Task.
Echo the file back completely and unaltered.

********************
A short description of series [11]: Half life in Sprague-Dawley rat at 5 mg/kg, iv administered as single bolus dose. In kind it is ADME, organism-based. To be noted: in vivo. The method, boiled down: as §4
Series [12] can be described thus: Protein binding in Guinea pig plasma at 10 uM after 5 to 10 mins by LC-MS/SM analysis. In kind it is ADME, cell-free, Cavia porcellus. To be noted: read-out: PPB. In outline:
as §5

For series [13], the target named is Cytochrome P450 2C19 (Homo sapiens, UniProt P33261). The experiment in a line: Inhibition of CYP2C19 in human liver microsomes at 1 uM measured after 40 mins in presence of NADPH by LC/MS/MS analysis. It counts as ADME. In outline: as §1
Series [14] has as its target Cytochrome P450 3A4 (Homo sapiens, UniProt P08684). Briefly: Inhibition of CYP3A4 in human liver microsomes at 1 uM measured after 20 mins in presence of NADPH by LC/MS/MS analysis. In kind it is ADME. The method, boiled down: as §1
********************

A short description of series [11]: Half life in Sprague-Dawley rat at 5 mg/kg, iv administered as single bolus dose. In kind it is ADME, organism-based. To be noted: in vivo. The method, boiled down: as §4
Series [12] can be described thus: Protein binding in Guinea pig plasma at 10 uM after 5 to 10 mins by LC-MS/SM analysis. In kind it is ADME, cell-free, Cavia porcellus. To be noted: read-out: PPB. In outline:
as §5

For series [13], the target named is Cytochrome P450 2C19 (Homo sapiens, UniProt P33261). The experiment in a line: Inhibition of CYP2C19 in human liver microsomes at 1 uM measured after 40 mins in presence of NADPH by LC/MS/MS analysis. It counts as ADME. In outline: as §1
Series [14] has as its target Cytochrome P450 3A4 (Homo sapiens, UniProt P08684). Briefly: Inhibition of CYP3A4 in human liver microsomes at 1 uM measured after 20 mins in presence of NADPH by LC/MS/MS analysis. In kind it is ADME. The method, boiled down: as §1